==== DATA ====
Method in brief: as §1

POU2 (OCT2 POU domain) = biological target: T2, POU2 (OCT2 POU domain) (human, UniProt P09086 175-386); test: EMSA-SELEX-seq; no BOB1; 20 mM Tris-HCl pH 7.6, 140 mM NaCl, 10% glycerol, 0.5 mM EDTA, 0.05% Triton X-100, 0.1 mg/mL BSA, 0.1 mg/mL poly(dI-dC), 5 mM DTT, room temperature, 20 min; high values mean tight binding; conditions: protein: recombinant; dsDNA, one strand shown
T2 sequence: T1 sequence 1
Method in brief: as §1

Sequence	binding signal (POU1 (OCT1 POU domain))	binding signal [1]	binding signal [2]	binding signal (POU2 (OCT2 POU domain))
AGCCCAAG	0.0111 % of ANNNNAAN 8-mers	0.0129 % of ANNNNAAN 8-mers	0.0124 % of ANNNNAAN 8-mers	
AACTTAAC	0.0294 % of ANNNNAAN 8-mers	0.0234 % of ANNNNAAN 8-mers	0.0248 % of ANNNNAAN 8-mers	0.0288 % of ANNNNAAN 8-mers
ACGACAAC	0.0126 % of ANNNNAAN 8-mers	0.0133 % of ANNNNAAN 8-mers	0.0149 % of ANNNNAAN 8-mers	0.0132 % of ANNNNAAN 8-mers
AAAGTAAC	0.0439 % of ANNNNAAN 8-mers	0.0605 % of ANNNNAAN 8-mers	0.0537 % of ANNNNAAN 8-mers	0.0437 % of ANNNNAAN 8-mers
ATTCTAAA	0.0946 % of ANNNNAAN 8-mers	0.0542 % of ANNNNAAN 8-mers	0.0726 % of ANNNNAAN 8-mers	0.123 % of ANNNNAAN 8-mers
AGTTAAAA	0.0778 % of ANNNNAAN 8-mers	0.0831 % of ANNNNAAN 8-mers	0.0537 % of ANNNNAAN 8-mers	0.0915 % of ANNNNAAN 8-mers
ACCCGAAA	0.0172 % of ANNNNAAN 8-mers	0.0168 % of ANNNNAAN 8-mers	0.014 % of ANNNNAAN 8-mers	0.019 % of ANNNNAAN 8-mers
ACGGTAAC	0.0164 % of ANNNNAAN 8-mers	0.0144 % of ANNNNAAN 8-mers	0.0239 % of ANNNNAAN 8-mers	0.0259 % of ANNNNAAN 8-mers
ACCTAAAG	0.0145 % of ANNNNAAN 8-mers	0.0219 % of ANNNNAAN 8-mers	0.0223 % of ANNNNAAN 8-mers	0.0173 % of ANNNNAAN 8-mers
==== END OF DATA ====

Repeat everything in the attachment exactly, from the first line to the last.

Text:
Method in brief: as §1

POU2 (OCT2 POU domain) = biological target: T2, POU2 (OCT2 POU domain) (human, UniProt P09086 175-386); test: EMSA-SELEX-seq; no BOB1; 20 mM Tris-HCl pH 7.6, 140 mM NaCl, 10% glycerol, 0.5 mM EDTA, 0.05% Triton X-100, 0.1 mg/mL BSA, 0.1 mg/mL poly(dI-dC), 5 mM DTT, room temperature, 20 min; high values mean tight binding; conditions: protein: recombinant; dsDNA, one strand shown
T2 sequence: T1 sequence 1
Method in brief: as §1

Sequence	binding signal (POU1 (OCT1 POU domain))	binding signal [1]	binding signal [2]	binding signal (POU2 (OCT2 POU domain))
AGCCCAAG	0.0111 % of ANNNNAAN 8-mers	0.0129 % of ANNNNAAN 8-mers	0.0124 % of ANNNNAAN 8-mers	
AACTTAAC	0.0294 % of ANNNNAAN 8-mers	0.0234 % of ANNNNAAN 8-mers	0.0248 % of ANNNNAAN 8-mers	0.0288 % of ANNNNAAN 8-mers
ACGACAAC	0.0126 % of ANNNNAAN 8-mers	0.0133 % of ANNNNAAN 8-mers	0.0149 % of ANNNNAAN 8-mers	0.0132 % of ANNNNAAN 8-mers
AAAGTAAC	0.0439 % of ANNNNAAN 8-mers	0.0605 % of ANNNNAAN 8-mers	0.0537 % of ANNNNAAN 8-mers	0.0437 % of ANNNNAAN 8-mers
ATTCTAAA	0.0946 % of ANNNNAAN 8-mers	0.0542 % of ANNNNAAN 8-mers	0.0726 % of ANNNNAAN 8-mers	0.123 % of ANNNNAAN 8-mers
AGTTAAAA	0.0778 % of ANNNNAAN 8-mers	0.0831 % of ANNNNAAN 8-mers	0.0537 % of ANNNNAAN 8-mers	0.0915 % of ANNNNAAN 8-mers
ACCCGAAA	0.0172 % of ANNNNAAN 8-mers	0.0168 % of ANNNNAAN 8-mers	0.014 % of ANNNNAAN 8-mers	0.019 % of ANNNNAAN 8-mers
ACGGTAAC	0.0164 % of ANNNNAAN 8-mers	0.0144 % of ANNNNAAN 8-mers	0.0239 % of ANNNNAAN 8-mers	0.0259 % of ANNNNAAN 8-mers
ACCTAAAG	0.0145 % of ANNNNAAN 8-mers	0.0219 % of ANNNNAAN 8-mers	0.0223 % of ANNNNAAN 8-mers	0.0173 % of ANNNNAAN 8-mers